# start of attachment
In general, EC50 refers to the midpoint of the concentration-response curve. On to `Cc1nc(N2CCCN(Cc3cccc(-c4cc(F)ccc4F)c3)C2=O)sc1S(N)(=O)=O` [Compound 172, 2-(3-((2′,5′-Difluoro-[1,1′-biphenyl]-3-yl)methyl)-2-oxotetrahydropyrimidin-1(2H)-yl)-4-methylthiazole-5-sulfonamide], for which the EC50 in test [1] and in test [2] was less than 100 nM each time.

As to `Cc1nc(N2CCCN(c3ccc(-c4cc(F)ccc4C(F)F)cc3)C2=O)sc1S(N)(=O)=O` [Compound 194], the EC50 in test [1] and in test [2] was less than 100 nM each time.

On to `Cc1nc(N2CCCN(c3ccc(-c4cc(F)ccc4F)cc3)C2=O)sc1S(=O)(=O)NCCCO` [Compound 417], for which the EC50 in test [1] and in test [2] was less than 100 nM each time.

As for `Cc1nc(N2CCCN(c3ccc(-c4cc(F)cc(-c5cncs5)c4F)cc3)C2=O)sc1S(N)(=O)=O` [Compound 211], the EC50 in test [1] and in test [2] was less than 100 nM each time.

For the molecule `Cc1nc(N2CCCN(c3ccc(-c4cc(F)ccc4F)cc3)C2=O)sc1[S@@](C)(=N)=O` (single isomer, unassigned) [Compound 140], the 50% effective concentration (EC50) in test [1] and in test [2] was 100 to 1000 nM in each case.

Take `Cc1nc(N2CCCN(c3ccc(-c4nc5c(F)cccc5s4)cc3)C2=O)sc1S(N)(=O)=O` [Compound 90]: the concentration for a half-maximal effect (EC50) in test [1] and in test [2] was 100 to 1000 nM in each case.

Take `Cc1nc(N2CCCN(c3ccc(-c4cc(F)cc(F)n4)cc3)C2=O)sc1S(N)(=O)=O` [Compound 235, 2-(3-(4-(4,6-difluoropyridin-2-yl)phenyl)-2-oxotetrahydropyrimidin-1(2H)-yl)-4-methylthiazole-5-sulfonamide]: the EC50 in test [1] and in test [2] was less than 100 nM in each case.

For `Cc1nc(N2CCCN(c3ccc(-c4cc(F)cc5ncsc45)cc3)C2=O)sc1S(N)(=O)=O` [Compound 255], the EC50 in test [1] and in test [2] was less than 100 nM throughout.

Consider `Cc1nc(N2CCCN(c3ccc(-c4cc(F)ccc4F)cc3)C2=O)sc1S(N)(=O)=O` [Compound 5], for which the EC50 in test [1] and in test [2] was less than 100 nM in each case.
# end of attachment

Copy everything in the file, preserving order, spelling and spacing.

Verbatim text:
In general, EC50 refers to the midpoint of the concentration-response curve. On to `Cc1nc(N2CCCN(Cc3cccc(-c4cc(F)ccc4F)c3)C2=O)sc1S(N)(=O)=O` [Compound 172, 2-(3-((2′,5′-Difluoro-[1,1′-biphenyl]-3-yl)methyl)-2-oxotetrahydropyrimidin-1(2H)-yl)-4-methylthiazole-5-sulfonamide], for which the EC50 in test [1] and in test [2] was less than 100 nM each time.

As to `Cc1nc(N2CCCN(c3ccc(-c4cc(F)ccc4C(F)F)cc3)C2=O)sc1S(N)(=O)=O` [Compound 194], the EC50 in test [1] and in test [2] was less than 100 nM each time.

On to `Cc1nc(N2CCCN(c3ccc(-c4cc(F)ccc4F)cc3)C2=O)sc1S(=O)(=O)NCCCO` [Compound 417], for which the EC50 in test [1] and in test [2] was less than 100 nM each time.

As for `Cc1nc(N2CCCN(c3ccc(-c4cc(F)cc(-c5cncs5)c4F)cc3)C2=O)sc1S(N)(=O)=O` [Compound 211], the EC50 in test [1] and in test [2] was less than 100 nM each time.

For the molecule `Cc1nc(N2CCCN(c3ccc(-c4cc(F)ccc4F)cc3)C2=O)sc1[S@@](C)(=N)=O` (single isomer, unassigned) [Compound 140], the 50% effective concentration (EC50) in test [1] and in test [2] was 100 to 1000 nM in each case.

Take `Cc1nc(N2CCCN(c3ccc(-c4nc5c(F)cccc5s4)cc3)C2=O)sc1S(N)(=O)=O` [Compound 90]: the concentration for a half-maximal effect (EC50) in test [1] and in test [2] was 100 to 1000 nM in each case.

Take `Cc1nc(N2CCCN(c3ccc(-c4cc(F)cc(F)n4)cc3)C2=O)sc1S(N)(=O)=O` [Compound 235, 2-(3-(4-(4,6-difluoropyridin-2-yl)phenyl)-2-oxotetrahydropyrimidin-1(2H)-yl)-4-methylthiazole-5-sulfonamide]: the EC50 in test [1] and in test [2] was less than 100 nM in each case.

For `Cc1nc(N2CCCN(c3ccc(-c4cc(F)cc5ncsc45)cc3)C2=O)sc1S(N)(=O)=O` [Compound 255], the EC50 in test [1] and in test [2] was less than 100 nM throughout.

Consider `Cc1nc(N2CCCN(c3ccc(-c4cc(F)ccc4F)cc3)C2=O)sc1S(N)(=O)=O` [Compound 5], for which the EC50 in test [1] and in test [2] was less than 100 nM in each case.